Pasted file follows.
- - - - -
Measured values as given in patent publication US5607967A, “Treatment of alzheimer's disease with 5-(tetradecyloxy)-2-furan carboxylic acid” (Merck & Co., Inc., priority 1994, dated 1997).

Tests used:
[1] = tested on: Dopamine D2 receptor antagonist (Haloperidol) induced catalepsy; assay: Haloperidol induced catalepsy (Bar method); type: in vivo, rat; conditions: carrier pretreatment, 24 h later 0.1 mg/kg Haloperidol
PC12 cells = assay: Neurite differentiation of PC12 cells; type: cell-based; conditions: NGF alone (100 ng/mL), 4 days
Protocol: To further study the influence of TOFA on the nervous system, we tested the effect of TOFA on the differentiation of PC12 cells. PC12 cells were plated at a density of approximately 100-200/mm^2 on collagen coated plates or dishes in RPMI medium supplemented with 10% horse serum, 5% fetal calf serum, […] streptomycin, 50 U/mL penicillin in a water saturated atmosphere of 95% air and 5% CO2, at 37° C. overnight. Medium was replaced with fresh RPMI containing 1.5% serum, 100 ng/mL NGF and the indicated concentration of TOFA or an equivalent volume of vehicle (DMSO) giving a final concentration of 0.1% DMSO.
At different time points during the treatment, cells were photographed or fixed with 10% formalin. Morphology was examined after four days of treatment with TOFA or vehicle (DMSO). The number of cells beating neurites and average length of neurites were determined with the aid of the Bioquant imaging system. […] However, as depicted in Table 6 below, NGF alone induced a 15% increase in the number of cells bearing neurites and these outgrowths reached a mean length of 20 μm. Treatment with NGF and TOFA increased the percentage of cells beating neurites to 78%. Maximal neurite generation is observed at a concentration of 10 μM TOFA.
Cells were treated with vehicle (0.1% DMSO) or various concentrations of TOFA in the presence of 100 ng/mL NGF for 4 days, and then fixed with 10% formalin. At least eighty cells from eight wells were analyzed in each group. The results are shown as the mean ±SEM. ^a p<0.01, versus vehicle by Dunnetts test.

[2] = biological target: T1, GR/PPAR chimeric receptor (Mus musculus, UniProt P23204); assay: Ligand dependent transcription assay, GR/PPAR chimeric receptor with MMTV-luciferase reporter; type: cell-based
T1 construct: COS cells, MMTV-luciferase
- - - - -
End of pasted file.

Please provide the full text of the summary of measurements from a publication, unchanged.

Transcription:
Measured values as given in patent publication US5607967A, “Treatment of alzheimer's disease with 5-(tetradecyloxy)-2-furan carboxylic acid” (Merck & Co., Inc., priority 1994, dated 1997).

Tests used:
[1] = tested on: Dopamine D2 receptor antagonist (Haloperidol) induced catalepsy; assay: Haloperidol induced catalepsy (Bar method); type: in vivo, rat; conditions: carrier pretreatment, 24 h later 0.1 mg/kg Haloperidol
PC12 cells = assay: Neurite differentiation of PC12 cells; type: cell-based; conditions: NGF alone (100 ng/mL), 4 days
Protocol: To further study the influence of TOFA on the nervous system, we tested the effect of TOFA on the differentiation of PC12 cells. PC12 cells were plated at a density of approximately 100-200/mm^2 on collagen coated plates or dishes in RPMI medium supplemented with 10% horse serum, 5% fetal calf serum, […] streptomycin, 50 U/mL penicillin in a water saturated atmosphere of 95% air and 5% CO2, at 37° C. overnight. Medium was replaced with fresh RPMI containing 1.5% serum, 100 ng/mL NGF and the indicated concentration of TOFA or an equivalent volume of vehicle (DMSO) giving a final concentration of 0.1% DMSO.
At different time points during the treatment, cells were photographed or fixed with 10% formalin. Morphology was examined after four days of treatment with TOFA or vehicle (DMSO). The number of cells beating neurites and average length of neurites were determined with the aid of the Bioquant imaging system. […] However, as depicted in Table 6 below, NGF alone induced a 15% increase in the number of cells bearing neurites and these outgrowths reached a mean length of 20 μm. Treatment with NGF and TOFA increased the percentage of cells beating neurites to 78%. Maximal neurite generation is observed at a concentration of 10 μM TOFA.
Cells were treated with vehicle (0.1% DMSO) or various concentrations of TOFA in the presence of 100 ng/mL NGF for 4 days, and then fixed with 10% formalin. At least eighty cells from eight wells were analyzed in each group. The results are shown as the mean ±SEM. ^a p<0.01, versus vehicle by Dunnetts test.

[2] = biological target: T1, GR/PPAR chimeric receptor (Mus musculus, UniProt P23204); assay: Ligand dependent transcription assay, GR/PPAR chimeric receptor with MMTV-luciferase reporter; type: cell-based
T1 construct: COS cells, MMTV-luciferase